The Fresh Loaf

News & Information for Amateur Bakers and Artisan Bread Enthusiasts

how to avoid collapsing loaves?

sallam's picture

how to avoid collapsing loaves?


I've just bought my first bread machine 3 days ago. My first whole wheat loaf turned out sunk and too dense. During its third rise it went very high almost to the top of the pan, but 20min before baking cycle it began to sink. At the end of the baking it lost more than half its height, and turned out too dense. The resulting loaf was 1/2 the height of the pan.

In my second attempt, I added 30ml more water, 1/2t more salt, and reduced 1T less sugar and 1/2t less dry yeast, and used the basic program (3:00) instead of the WW program (3:40) to avoid over proofing. The result was much better, the dough didn't collapse during proofing, and there was a nice oven spring at the beginning of the baking cycle, but then a few minutes later, it began to sink a little. By the end of baking it lost the height it gained from the oven spring rise. The resulting loaf was 2/3 the height of the pan.

Can someone please tell me why did that happen? and what can I do to keep the oven spring rise from collapsing back to where it was during the baking cycle? Should I use more yeast? more salt? less water? Changing the flour type is not an option, since where I live, there is mainly one type available, and that is AP flour (72% extraction), and I add 10% wheat bran.

Mini Oven's picture
Mini Oven

sounded petty good until reading that you decided not to stick with the WW program.  I think more things changed than overall timing; i.e. mixing time.    Too many recipe variables changed at the same time too.  Changing the salt within 1-2% will have little effect so change according to your tastes.

Try it again using the WW setting and just reduce the yeast.  Adding more water should be tried another time.  Changing too many things at once makes it difficult to solve a problem. Good luck!


HogieWan's picture

if the loaf is collapsing, it is proofing for too long.  Is there a way to adjust the proff time?

sallam's picture

No way to reduce proofing time, but we can select a different program that has a less proofing time, such as 'Basic" instead of WW. Next time I'll take minioven's advice and use less yeast. I'll post the results here.

sallam's picture

I've used just 1/2t dry yeast with 3c flour (weighted 450g), 150ml wheat bran and 320ml water instead of 350ml. There was a big over spring rise (the top was dome shaped!), and no collapse at all, but the total rise was only 2/3 the height of the pan. The bread was not dense as before, and more fluffy, but I wish to reach a higher rise and lighter crumb.

So now, if I put more yeast, it collapses during baking, and if I reduce the yeast, there is no collapse but the total height is little. Its a difficult thing to calculate.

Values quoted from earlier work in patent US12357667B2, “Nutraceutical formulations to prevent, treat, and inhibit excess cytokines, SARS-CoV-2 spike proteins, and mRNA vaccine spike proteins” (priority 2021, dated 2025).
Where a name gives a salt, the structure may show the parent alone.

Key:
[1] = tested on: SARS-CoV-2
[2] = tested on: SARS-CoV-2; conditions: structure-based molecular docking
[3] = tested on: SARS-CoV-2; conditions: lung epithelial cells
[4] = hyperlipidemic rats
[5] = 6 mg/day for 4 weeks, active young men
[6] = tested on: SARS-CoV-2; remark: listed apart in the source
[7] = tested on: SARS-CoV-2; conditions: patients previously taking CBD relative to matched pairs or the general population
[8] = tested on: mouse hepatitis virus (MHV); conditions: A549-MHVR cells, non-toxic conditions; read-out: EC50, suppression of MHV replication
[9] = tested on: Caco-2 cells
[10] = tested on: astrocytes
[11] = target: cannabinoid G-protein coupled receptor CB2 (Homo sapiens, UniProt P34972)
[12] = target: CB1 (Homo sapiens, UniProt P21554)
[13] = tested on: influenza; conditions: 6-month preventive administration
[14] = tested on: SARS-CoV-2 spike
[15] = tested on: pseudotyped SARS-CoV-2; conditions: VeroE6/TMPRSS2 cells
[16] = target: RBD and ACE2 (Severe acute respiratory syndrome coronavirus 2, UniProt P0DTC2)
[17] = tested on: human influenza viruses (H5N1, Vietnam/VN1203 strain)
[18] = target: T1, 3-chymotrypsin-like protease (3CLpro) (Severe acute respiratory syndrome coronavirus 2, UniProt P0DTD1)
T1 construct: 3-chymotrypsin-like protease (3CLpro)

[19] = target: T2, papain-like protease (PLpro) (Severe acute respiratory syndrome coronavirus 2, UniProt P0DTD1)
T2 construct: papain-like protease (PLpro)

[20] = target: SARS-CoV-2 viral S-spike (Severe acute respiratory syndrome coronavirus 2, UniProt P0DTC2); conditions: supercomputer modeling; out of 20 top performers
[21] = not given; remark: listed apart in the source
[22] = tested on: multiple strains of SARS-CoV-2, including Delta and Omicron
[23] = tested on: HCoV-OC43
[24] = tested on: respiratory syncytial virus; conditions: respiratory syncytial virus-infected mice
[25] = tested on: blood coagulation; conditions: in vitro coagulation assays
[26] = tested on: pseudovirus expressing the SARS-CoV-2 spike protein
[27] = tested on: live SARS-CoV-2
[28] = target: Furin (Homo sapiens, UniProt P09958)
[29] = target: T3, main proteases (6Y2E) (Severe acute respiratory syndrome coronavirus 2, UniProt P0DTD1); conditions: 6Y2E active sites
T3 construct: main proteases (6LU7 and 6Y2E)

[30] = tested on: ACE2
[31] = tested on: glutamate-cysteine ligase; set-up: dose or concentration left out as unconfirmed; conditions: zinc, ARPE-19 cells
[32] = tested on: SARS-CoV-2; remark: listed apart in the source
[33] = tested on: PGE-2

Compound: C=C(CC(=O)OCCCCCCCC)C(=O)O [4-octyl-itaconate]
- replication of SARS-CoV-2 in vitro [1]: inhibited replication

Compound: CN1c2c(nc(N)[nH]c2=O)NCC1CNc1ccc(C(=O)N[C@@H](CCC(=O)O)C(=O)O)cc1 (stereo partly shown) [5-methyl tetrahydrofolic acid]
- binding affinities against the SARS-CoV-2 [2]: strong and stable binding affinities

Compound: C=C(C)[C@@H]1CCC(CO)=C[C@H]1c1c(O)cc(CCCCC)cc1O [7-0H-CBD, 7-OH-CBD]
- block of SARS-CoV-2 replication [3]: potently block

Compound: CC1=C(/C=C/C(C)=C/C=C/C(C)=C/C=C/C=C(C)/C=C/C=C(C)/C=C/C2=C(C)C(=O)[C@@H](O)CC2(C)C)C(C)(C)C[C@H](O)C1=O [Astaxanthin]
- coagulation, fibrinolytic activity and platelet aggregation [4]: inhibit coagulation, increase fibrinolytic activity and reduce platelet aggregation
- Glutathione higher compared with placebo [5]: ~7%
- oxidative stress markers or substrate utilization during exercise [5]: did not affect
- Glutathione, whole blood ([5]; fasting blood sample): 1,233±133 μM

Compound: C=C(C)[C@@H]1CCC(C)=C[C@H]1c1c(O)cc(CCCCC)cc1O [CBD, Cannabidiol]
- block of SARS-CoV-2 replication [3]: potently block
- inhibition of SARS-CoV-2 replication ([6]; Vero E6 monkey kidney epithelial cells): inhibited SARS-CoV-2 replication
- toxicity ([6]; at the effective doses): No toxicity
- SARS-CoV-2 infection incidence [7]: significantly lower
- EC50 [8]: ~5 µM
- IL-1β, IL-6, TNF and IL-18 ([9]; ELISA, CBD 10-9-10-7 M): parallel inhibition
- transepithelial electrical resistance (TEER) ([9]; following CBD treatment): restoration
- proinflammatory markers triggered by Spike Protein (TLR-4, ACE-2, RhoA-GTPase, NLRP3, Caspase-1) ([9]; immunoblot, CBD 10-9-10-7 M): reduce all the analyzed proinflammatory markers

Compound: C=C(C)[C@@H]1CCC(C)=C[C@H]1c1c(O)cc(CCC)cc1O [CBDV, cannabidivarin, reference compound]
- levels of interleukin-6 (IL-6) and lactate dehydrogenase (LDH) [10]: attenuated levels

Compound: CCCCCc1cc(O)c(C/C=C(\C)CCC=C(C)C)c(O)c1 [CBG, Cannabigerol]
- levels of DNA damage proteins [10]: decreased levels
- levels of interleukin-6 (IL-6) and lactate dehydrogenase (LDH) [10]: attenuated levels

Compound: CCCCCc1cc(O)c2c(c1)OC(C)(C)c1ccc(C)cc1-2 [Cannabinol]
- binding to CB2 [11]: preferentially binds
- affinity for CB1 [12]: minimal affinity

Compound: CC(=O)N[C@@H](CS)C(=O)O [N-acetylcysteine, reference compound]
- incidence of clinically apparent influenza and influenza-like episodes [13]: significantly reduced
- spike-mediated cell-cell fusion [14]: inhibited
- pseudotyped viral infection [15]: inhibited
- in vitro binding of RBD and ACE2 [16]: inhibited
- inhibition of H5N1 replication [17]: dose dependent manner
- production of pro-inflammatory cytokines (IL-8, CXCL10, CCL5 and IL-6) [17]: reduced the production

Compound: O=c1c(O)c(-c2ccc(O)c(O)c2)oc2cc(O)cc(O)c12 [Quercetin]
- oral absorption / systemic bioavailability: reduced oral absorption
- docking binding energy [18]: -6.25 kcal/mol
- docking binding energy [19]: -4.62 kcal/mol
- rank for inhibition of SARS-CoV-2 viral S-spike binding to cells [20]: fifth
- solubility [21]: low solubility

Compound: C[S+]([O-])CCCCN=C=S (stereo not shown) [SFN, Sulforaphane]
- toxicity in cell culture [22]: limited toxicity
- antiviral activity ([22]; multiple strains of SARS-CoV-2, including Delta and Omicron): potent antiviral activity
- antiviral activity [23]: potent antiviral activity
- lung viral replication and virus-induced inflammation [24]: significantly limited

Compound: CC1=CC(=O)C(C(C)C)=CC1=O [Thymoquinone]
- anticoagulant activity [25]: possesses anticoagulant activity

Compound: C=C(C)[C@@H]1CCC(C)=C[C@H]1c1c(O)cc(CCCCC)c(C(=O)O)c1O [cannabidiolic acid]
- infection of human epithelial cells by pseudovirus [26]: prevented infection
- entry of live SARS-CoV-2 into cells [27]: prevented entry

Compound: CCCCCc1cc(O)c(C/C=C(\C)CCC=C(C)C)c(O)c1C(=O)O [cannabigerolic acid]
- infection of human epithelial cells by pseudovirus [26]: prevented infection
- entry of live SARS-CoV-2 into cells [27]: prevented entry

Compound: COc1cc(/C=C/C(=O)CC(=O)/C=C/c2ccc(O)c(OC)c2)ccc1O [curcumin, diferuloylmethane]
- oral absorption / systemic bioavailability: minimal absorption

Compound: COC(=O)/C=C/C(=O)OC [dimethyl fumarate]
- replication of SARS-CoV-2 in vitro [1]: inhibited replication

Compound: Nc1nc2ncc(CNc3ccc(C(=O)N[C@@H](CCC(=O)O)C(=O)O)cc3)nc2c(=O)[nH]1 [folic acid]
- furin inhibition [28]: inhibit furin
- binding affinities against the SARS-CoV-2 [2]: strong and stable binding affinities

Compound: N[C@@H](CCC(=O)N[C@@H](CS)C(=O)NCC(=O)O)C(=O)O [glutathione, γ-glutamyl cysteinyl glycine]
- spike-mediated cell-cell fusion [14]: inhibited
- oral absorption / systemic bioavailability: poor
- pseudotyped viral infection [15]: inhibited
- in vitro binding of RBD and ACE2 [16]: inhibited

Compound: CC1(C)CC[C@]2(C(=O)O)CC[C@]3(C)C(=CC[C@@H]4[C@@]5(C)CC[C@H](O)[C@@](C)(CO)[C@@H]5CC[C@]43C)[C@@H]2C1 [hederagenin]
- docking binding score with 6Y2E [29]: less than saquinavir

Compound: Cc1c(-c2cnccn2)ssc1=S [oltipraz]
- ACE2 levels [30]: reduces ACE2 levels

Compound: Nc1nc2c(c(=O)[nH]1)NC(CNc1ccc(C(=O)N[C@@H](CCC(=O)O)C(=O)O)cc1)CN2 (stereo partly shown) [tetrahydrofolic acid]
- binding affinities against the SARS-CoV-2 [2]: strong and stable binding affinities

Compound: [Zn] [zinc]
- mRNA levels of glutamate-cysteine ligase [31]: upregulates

What if I tried more yeast (1½t instead of ½t) and added some semolina flour to boost the gluten content and so make the flour stronger?

sallam's picture

I've just tried my first loaf made with added semolina. I used 2c Ap flour, 1c semolina flour and 150ml wheat bran. The dough grew into a giant inside the machine, reaching above the pan's rim. It was amazing. But since I selected the WW cycle, it started to collapse 20min before the baking cycle. Plus, it went down dramatically further during baking.

Next time I'll use the same ingredients, but select the basic cycle instead. I guess when the baking starts 40min earlier, the dough will be caught before it reaches its dreadful break point.

Mike Avery's picture
Mike Avery

In general, when the dough collapses, either it was too wet, there was too much yeast, or both.


In "Bread Machine Magic" the excellent advice was to watch the dough forming.  When most bread machines start mixing they pulse the paddles for a while, then they settle in to kneading.  When they start kneading, open the top and look at the dough.


You want to see a ball of dough being worked by the paddle.  If you see a hard lump of dough with bits of unincoporated flour (not likely, considering your symptoms), the dough is too dry.  Add water a teaspoon at a time until the machine pulls in all the loose birs and dough ball softens up.


If you see that the machine is essentially stirring a puddle of batter, the dough is too wet.  Add a tablespoon of flour at a time until the dough comes together into a ball.


Remember to count how much more flour or water you added and use that as a starting point next time.  Also, give the machine a little time to incorporate the additins of flour or water before adding more.


A few more suggestions - don't use cups, weigh your ingredients.  This is especially important when using a bread machine.  Bread machines are unforgiving.  Scales are cheap.  Yes, you CAN make good bread without scales.  It's just harder to be consistent.


Next, if your bread is like what you want but not tall enough, make more of it.  If your loaf is 3/4 the size you want, add 1/3 more of each ingredient.


Good luck,




sallam's picture

Thanks for your suggestions. The dough in my last attempt was soft ball shaped without residues in the bottom, so I guess the water/flour ratio was fine. I do have a scale but I used it once to weight the volume of the measuring cup (exactly 150g of flour, using shaking then leveling with a flat object, and a semolina cup weights 195g).

I prefer to produce a loaf as high as possible made from ingredients as small as possible, as I'm concerned about our diet, and airy bread means eating the same sandwiches but less dense and consequently less calories.